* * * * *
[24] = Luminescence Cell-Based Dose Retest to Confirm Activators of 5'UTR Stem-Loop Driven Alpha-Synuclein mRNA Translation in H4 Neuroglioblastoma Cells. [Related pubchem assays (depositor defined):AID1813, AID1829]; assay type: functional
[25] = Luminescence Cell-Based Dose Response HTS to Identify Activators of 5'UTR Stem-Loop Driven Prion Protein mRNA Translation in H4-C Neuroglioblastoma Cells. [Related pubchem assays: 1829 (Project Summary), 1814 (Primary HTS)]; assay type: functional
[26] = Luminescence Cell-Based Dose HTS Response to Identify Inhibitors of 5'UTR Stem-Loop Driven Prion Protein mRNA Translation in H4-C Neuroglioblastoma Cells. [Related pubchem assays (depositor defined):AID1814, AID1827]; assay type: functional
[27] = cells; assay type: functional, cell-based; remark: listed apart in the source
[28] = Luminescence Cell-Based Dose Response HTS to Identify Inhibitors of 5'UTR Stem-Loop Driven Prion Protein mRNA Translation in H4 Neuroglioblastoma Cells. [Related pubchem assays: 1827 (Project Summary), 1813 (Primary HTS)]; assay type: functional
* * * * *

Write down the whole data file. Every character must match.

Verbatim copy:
[24] = Luminescence Cell-Based Dose Retest to Confirm Activators of 5'UTR Stem-Loop Driven Alpha-Synuclein mRNA Translation in H4 Neuroglioblastoma Cells. [Related pubchem assays (depositor defined):AID1813, AID1829]; assay type: functional
[25] = Luminescence Cell-Based Dose Response HTS to Identify Activators of 5'UTR Stem-Loop Driven Prion Protein mRNA Translation in H4-C Neuroglioblastoma Cells. [Related pubchem assays: 1829 (Project Summary), 1814 (Primary HTS)]; assay type: functional
[26] = Luminescence Cell-Based Dose HTS Response to Identify Inhibitors of 5'UTR Stem-Loop Driven Prion Protein mRNA Translation in H4-C Neuroglioblastoma Cells. [Related pubchem assays (depositor defined):AID1814, AID1827]; assay type: functional
[27] = cells; assay type: functional, cell-based; remark: listed apart in the source
[28] = Luminescence Cell-Based Dose Response HTS to Identify Inhibitors of 5'UTR Stem-Loop Driven Prion Protein mRNA Translation in H4 Neuroglioblastoma Cells. [Related pubchem assays: 1827 (Project Summary), 1813 (Primary HTS)]; assay type: functional